Why you can't ignore mobile web in 2013

Posted by on April 26th 2013 in Design, Development, Mobile Marketing

The mobile web rapidly expanded to the point where it cannot be ignored any longer. This transition has caught many organisations by surprise, and good advice is hard to find. We’d like to help dispel the mobile web myths and address many of the questions you may have. [caption id="" align="alignnone" width="500"] St. Peter's Square over 8 years, Source: NBC News Facebook[/caption]

What is mobile web?

Tablets and Smartphones all feature browsers that allow the user to surf the internet. Limited screen estate means that the typical “desktop site” cannot fit within the device efficiently. Other limitations include the iPhone’s inability to render Flash or certain “mouse hover” effects (due to lack of a mouse).

Is mobile web usage really that high?

In 2012, mobile web traffic accounted for 20% of all web traffic in the US. In 2013, it is projected that mobile devices will take over desktops as the most commonly used device to access the web. Source: Kissmetrics infographic Statistics may vary by industry. If you’re wondering how much of your site traffic is from mobile devices, you can check through your Google Anayltics account (don’t forget to include Tablets!). Chances are mobile traffic will continue to account for a large percentage of your visits, and that number will only increase in the next few years.

What are the cost implications?

The short term costs of optimising your site for mobile are far outweighed by the long term gains. A mobile optimised site will ensure that you are able to reach potential clients and customers on the platform of their choice, ensuring that your message is delivered effectively to them. Whether you choose to “go mobile” now or wait another year is a matter of choice. However, if you are in the process of developing a new website we strongly urge you to consider a mobile site. For a small amount more you can build a mobile optimised website alongside an initial build, rather than pay a premium to optimise your site at a later date.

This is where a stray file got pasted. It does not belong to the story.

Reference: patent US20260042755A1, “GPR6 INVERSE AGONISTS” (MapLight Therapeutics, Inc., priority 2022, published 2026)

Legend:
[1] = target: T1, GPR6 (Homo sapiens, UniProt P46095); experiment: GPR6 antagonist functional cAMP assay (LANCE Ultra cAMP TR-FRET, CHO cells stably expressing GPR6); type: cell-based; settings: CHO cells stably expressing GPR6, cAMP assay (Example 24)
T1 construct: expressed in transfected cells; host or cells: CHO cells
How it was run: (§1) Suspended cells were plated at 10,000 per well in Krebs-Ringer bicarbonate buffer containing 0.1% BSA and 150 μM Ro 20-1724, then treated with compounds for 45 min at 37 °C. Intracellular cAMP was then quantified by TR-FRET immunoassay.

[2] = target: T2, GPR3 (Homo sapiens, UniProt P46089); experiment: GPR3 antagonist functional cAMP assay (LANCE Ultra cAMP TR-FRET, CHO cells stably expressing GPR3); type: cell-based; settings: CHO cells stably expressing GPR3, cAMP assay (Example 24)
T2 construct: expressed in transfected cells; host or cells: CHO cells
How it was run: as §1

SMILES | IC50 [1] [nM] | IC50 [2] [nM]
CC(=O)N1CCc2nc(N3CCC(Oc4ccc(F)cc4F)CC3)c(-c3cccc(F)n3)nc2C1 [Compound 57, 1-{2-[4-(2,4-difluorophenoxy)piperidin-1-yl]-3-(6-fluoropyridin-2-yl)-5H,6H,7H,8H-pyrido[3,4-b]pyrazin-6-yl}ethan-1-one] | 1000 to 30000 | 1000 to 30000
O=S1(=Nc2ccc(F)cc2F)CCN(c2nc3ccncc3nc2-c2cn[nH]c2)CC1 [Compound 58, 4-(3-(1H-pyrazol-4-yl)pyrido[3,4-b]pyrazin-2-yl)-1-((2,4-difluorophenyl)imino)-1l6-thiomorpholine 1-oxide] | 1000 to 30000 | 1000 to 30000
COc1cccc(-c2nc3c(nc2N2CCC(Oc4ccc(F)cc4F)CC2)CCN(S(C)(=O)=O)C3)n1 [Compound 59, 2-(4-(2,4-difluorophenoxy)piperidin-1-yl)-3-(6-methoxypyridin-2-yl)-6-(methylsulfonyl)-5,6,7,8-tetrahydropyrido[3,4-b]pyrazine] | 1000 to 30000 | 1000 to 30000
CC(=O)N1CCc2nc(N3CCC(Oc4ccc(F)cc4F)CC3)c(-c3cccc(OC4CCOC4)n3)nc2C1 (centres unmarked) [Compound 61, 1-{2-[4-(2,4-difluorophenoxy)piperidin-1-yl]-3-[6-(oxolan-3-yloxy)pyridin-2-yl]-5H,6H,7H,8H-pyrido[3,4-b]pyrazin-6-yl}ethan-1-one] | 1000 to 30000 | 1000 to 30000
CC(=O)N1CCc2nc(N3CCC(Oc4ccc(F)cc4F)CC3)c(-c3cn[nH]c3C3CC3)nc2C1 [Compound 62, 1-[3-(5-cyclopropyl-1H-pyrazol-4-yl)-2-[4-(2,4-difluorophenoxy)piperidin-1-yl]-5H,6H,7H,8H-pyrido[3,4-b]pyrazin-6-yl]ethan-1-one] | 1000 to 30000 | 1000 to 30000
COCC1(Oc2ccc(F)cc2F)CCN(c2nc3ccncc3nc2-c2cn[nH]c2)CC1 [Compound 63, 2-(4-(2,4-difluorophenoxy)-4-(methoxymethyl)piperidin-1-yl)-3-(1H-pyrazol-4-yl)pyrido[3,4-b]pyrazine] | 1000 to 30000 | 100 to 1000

What are my options?

Optimising Desktop Site For Mobile

Depending on the structure of your current site, chances are it may already work on mobile. The most common problem we see for optimisation of existing sites is “drop down menus.” Most menus require a mouse to hover over, in order to drop down. Since mobile devices do not have a mouse, changes need to be made. In addition to drop down menus, problems arise from flash or elements designed as “pop ups.”

Simple Compatibility Isn’t Enough

The average website has now increased to 1mb in filesize. Many sites out there are significantly more, with some of the more image-heavy ones exceeding 6mb! As we showed you, most users will abandon a site if it doesn’t load within 5 seconds. The UK average speed for 3G is 1.5mbps, which puts a 1mb site exactly at a 5 seconds download time. If you also factor in network coverage and time taken to render elements, this could take a lot longer to load on a mobile device using the 3G network. In addition to poor loading times, compatibility doesn’t ensure mobile usability. Calls to action need to be large and easily clicked with a finger, content needs to be displayed in a way that it is easy to scroll, and the entire site needs to behave more efficiently due to lower performance of mobile devices in comparison to desktop computers.